Homeowners and business owners that are affect when the government wants to exercise its eminent domain rights may wonder if they have any recourse. Under Florida law, before condemnation proceedings can move forward, negotiations between the government and the landowner must be attempted.
Negotiating fair and appropriate compensation
If the government is looking to commence eminent domain proceedings, they must try to negotiate with the landowner in good faith. This means that the government must provide the landowner with an offer of compensation in writing. Also, if the landowner wants the appraisal that the offer is based on, the government must supply a copy of said appraisal. Ultimately, when pursuing negotiations there must be an attempt to reach an agreement on what constitutes fair and appropriate compensation.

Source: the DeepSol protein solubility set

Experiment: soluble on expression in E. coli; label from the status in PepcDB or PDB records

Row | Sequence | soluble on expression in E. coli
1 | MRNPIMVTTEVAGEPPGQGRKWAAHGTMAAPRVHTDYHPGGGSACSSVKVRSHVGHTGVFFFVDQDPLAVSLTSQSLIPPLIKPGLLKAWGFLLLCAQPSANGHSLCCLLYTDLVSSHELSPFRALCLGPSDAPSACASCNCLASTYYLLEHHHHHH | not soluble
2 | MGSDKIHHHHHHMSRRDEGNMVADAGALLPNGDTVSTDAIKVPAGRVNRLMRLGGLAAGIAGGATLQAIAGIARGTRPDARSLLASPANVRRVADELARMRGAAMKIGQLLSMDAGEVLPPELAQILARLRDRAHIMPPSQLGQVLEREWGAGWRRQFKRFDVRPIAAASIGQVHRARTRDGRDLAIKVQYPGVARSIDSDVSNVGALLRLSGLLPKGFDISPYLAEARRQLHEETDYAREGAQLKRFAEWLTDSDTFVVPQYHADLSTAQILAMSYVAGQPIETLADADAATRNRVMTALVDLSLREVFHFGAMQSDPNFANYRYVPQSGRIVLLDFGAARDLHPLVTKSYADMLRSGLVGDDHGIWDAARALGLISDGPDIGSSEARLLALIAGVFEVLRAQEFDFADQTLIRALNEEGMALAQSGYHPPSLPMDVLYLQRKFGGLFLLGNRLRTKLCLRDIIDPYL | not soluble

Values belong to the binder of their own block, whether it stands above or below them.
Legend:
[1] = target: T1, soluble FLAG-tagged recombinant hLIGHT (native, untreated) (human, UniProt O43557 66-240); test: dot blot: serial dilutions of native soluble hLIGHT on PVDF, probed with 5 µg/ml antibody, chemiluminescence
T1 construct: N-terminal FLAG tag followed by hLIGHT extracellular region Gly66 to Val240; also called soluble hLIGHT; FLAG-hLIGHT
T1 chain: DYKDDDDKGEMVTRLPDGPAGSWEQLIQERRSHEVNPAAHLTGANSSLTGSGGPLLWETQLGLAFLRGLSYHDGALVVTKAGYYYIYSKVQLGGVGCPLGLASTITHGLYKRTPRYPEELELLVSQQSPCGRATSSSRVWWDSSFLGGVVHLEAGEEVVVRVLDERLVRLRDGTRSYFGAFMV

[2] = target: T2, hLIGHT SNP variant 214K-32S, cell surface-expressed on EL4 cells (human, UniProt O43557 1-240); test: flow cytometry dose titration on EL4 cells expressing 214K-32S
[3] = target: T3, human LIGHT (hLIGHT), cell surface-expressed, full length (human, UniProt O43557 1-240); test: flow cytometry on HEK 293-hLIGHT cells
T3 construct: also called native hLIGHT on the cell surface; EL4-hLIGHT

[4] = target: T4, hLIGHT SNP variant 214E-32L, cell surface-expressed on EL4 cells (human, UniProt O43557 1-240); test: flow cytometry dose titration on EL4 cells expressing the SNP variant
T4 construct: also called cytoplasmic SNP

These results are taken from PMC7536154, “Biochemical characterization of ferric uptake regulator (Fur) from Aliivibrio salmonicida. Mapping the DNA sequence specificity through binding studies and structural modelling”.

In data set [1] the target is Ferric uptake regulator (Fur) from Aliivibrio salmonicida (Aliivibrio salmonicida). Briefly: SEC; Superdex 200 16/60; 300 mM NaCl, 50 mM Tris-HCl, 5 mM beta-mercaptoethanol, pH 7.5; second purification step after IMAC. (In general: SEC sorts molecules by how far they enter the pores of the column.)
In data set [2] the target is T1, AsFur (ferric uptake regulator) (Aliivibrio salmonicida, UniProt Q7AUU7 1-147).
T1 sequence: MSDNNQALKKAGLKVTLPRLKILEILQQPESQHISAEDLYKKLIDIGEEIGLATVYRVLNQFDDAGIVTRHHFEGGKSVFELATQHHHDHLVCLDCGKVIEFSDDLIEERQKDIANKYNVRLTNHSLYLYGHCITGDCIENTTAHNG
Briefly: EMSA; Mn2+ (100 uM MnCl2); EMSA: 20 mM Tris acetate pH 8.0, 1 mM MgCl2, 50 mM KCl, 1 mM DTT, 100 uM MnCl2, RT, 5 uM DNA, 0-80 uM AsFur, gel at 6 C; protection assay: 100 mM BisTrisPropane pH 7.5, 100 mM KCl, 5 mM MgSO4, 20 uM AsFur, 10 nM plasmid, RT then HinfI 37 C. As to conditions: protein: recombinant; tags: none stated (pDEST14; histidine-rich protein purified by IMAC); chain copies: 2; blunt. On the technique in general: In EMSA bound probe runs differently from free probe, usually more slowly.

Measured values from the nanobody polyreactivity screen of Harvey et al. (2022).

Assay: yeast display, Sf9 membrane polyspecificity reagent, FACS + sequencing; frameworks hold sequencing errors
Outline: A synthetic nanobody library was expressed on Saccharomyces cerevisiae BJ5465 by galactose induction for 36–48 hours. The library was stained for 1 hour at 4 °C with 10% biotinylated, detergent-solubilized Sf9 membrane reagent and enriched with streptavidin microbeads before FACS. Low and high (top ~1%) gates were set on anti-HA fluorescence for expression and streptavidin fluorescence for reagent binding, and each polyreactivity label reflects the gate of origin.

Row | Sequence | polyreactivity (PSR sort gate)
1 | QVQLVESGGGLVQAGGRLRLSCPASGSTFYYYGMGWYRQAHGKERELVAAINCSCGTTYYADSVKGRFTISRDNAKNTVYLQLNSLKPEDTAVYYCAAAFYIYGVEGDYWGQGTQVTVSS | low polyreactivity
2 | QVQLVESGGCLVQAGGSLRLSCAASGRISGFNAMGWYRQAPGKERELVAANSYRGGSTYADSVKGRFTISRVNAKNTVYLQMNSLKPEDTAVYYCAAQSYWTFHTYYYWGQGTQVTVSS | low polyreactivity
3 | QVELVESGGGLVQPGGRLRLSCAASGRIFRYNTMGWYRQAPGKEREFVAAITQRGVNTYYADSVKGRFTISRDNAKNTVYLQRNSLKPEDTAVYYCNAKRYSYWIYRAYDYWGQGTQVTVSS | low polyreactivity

The timeline for negotiations
The landowner is given 30 days from receipt of the written offer to respond before the government can file a condemnation proceeding. This offer must be sent by certified mail, with return receipt requested, to the landowner’s most recent address. In addition, the government can have the offer personally delivered to the landowner.
Make sure you know your rights
This is only a basic overview of what must happen before condemnation proceedings can begin. In addition to written offers and negotiation, legal notice must be provided to landowners, which is not discussed in this post. Ultimately, it is important that landowners facing eminent domain understand what their rights are. Experienced attorneys may be a useful resource in such situations.